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Lawson v. Colvin

United States District Court, N.D. Iowa, Cedar Rapids Division

June 30, 2015

STEVEN E. LAWSON, Plaintiff,
v.
CAROLYN W. COLVIN, ACTING COMMISSIONER OF SOCIAL SECURITY, Defendant.

ORDER

EDWARD J. McMANUS, District Judge.

Plaintiff brings this action seeking judicial review of the Commissioner's denial of his application for social security disability income and supplemental security income benefits. Briefing concluded June 19, 2015. The court has jurisdiction pursuant to 42 USC §405(g). Affirmed.

Plaintiff asserts the Administrative Law Judge (ALJ) failed to give proper weight to the opinions of plaintiff's non-treating, consulting psychological examiner, and failed to develop the record. Accordingly, he asserts that the Commissioner's decision is not supported by substantial evidence on the record as a whole.

[R]eview of the agency decision is limited to whether there is substantial evidence on the record as a whole to support the [Commissioner's] decision. This requires [the court] to do more than merely parse the record for substantial evidence supporting the [Commissioner's] decision. [The court] also must consider evidence in the record that detracts from the weight of the decision. Substantial evidence is less than a preponderance, but enough so that a reasonable mind might find it adequate to support the conclusion.

Robinson v. Sullivan, 956 F.2d 836, 838 (8th Cir. 1992.)

Plaintiff is a 46-year-old man with a high school education and past work history as a retail store manager, computer technician, customer service representative, heating and air conditioner repairer, and instructor. He filed an application for disability insurance benefits and supplemental disability benefits alleging anxiety disorders, post-traumatic stress disorder and depression. He asserts that the ALJ failed to give proper weight to the medical opinions of non-treating, consultative psychological examiner Dr. Randall Watkins and others.

The ALJ discussed each of the medical source opinions addressing plaintiff's functional abilities. (Tr. 764-766). An ALJ must explain the weight she gives to the medical opinion evidence. See 20 C.F.R. §§ 404.1527(e)(2)(ii), 416.927(e)(2)(ii). The ALJ must also resolve any conflicts between the various treating, examining and non-examining physician's opinions. See Pearsall v. Massanari, 274 F.3d 1211, 1219 (8th Cir. 2001). The ALJ did so, stating that she gave significant weight to opinions from state agency medical consultants Jennifer Ryan, Ph.D., David Christiansen, Ph.D., and Myra Tashner, Ed.D., and some weight to an opinion from consultative psychologist Randall Watkins, Ph.D. (Tr. 764-766). The ALJ noted that the record did not contain any opinions from treating or examining physicians indicating that plaintiff was disabled or had greater limitations than she included in the residual functional capacity finding. (Tr. 769). See Choate v. Barnhart, 457 F.3d 865, 870 (8th Cir. 2006) (noting that none of the plaintiff's physicians had restricted his activities).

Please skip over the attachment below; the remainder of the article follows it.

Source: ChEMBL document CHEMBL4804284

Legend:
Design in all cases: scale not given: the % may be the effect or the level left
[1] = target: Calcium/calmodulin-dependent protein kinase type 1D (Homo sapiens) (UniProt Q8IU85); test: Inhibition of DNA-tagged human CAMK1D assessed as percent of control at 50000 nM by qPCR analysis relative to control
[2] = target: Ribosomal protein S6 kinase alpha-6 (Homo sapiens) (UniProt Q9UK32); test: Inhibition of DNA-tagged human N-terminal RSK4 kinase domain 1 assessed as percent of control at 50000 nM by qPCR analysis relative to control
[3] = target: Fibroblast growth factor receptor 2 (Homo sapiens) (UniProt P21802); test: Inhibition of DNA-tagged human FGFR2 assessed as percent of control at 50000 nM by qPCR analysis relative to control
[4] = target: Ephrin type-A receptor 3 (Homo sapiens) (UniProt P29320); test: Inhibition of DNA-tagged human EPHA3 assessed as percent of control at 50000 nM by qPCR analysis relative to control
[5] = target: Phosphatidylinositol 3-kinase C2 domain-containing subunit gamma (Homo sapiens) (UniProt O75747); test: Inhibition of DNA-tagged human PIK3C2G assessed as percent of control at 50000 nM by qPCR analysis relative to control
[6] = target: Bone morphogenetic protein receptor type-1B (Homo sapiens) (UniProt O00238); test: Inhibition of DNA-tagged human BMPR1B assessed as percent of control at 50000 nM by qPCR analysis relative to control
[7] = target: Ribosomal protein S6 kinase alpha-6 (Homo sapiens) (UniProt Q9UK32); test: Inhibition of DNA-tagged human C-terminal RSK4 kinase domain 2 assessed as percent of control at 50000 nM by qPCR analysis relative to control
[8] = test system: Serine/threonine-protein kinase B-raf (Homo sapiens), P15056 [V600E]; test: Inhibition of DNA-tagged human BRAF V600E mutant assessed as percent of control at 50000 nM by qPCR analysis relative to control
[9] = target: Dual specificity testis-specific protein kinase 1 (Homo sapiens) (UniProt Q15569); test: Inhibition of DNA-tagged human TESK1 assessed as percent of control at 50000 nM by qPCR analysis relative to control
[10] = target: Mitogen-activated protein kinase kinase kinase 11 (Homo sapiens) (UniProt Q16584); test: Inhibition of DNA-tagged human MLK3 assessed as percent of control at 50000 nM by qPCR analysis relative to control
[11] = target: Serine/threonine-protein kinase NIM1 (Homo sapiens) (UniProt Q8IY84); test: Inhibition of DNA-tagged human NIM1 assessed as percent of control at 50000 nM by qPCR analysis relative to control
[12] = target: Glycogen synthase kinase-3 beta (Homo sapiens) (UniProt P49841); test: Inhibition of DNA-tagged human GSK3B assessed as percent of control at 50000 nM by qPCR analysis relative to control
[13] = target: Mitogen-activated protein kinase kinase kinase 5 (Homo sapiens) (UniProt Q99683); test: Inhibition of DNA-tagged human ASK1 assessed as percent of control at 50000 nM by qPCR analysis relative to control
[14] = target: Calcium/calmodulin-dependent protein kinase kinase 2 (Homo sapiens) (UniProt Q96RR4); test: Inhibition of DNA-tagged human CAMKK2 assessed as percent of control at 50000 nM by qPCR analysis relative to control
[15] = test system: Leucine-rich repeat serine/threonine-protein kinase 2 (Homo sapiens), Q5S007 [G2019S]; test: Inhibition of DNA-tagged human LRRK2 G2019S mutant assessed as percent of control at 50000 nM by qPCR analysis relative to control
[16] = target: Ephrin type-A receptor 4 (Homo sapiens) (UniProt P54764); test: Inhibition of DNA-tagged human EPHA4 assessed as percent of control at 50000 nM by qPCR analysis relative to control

The ALJ did not use the exact language that the various doctors used in their opinions, but her residual functional capacity finding does, however, accommodate all of the limitations that the doctors found to exist. The ALJ's residual functional capacity finding need not include a doctor's specific terms when other descriptive terms adequately describe the claimant's limitations. See Young v. Apfel, 221 F.3d 1065, 1069 (8th Cir. 2000) (citing Warburton v. Apfel, 188 F.3d 1057, 1050-51 (8th Cir. 1999)).

The ALJ also gave the opinions from state agency medical consultants Drs. Ryan, Christiansen and Tashner significant weight. (Tr. 764-766). Dr. Ryan concluded that plaintiff had the residual functional capacity to "follow simple instructions and perform work tasks consistent with this ability." (Tr. 488). Drs. Christiansen and Tashner opined that plaintiff had the following residual functional capacity:

His interpersonal relationships in the work situation are likely to be moderately interrupted by anger and irritability. His judgment is sometimes questionable in this regard. The ability to understand and carry out instructions is unimpaired, but attention may be moderately restricted by preoccupation with psychological functioning.

(Tr. 572, 623). The state agency medical consultants' opinions support the ALJ's residual functional capacity finding. A medical consultant's opinion is an expert opinion from a highly qualified source that the ALJ must consider. See 20 C.F.R. §§ 404.1527(f)(2), 416.927(f)(2); see also SSR 96 6p, 1996 WL 374180 (July 2, 1996). When assessments of state agency medical consultants are consistent with other medical evidence in the record, they can provide substantial evidence supporting the ALJ's residual functional capacity assessment. See Stormo v. Barnhart, 377 F.3d 801, 807-08 (8th Cir. 2004). The ALJ was acting well within her legal discretion to decide to give the weight she gave to the opinions of the various medical professionals.

The ALJ properly found that plaintiff's subjective statements were not entirely credible. Credibility questions concerning a plaintiff's subjective testimony are "primarily for the ALJ to decide, not the courts." Moore, 572 F.3d at 524 (quoting Holmstrom v. Massanari, 270 F.3d 715, 721 (8th Cir. 2001) (internal quotation marks omitted)). The ALJ found plaintiff not fully credible based on his work history, daily activities and treatment record. This is supported by the record.

Based on the record, it is the court's view that the Commissioner's decision is supported by substantial evidence.

It is therefore

ORDERED

Affirmed.


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